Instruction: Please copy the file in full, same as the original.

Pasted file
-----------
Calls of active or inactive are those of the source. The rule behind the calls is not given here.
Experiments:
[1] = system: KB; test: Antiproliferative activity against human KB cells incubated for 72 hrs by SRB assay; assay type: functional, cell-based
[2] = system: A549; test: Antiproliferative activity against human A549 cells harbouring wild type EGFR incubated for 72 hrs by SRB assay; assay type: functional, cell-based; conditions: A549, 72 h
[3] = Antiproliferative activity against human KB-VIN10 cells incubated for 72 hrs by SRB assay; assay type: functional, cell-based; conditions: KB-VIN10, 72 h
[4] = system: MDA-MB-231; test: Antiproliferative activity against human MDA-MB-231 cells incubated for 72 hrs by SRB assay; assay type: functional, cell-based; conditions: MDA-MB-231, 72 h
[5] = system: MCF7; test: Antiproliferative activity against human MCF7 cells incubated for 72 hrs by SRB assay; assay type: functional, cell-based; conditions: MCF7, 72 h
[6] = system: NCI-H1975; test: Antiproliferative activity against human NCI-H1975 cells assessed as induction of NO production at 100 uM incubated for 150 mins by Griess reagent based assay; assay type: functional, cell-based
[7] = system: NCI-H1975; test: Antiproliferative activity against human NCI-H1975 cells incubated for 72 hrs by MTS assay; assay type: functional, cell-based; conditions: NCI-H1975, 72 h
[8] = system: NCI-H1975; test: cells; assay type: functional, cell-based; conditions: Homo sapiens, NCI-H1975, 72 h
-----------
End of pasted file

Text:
Calls of active or inactive are those of the source. The rule behind the calls is not given here.
Experiments:
[1] = system: KB; test: Antiproliferative activity against human KB cells incubated for 72 hrs by SRB assay; assay type: functional, cell-based
[2] = system: A549; test: Antiproliferative activity against human A549 cells harbouring wild type EGFR incubated for 72 hrs by SRB assay; assay type: functional, cell-based; conditions: A549, 72 h
[3] = Antiproliferative activity against human KB-VIN10 cells incubated for 72 hrs by SRB assay; assay type: functional, cell-based; conditions: KB-VIN10, 72 h
[4] = system: MDA-MB-231; test: Antiproliferative activity against human MDA-MB-231 cells incubated for 72 hrs by SRB assay; assay type: functional, cell-based; conditions: MDA-MB-231, 72 h
[5] = system: MCF7; test: Antiproliferative activity against human MCF7 cells incubated for 72 hrs by SRB assay; assay type: functional, cell-based; conditions: MCF7, 72 h
[6] = system: NCI-H1975; test: Antiproliferative activity against human NCI-H1975 cells assessed as induction of NO production at 100 uM incubated for 150 mins by Griess reagent based assay; assay type: functional, cell-based
[7] = system: NCI-H1975; test: Antiproliferative activity against human NCI-H1975 cells incubated for 72 hrs by MTS assay; assay type: functional, cell-based; conditions: NCI-H1975, 72 h
[8] = system: NCI-H1975; test: cells; assay type: functional, cell-based; conditions: Homo sapiens, NCI-H1975, 72 h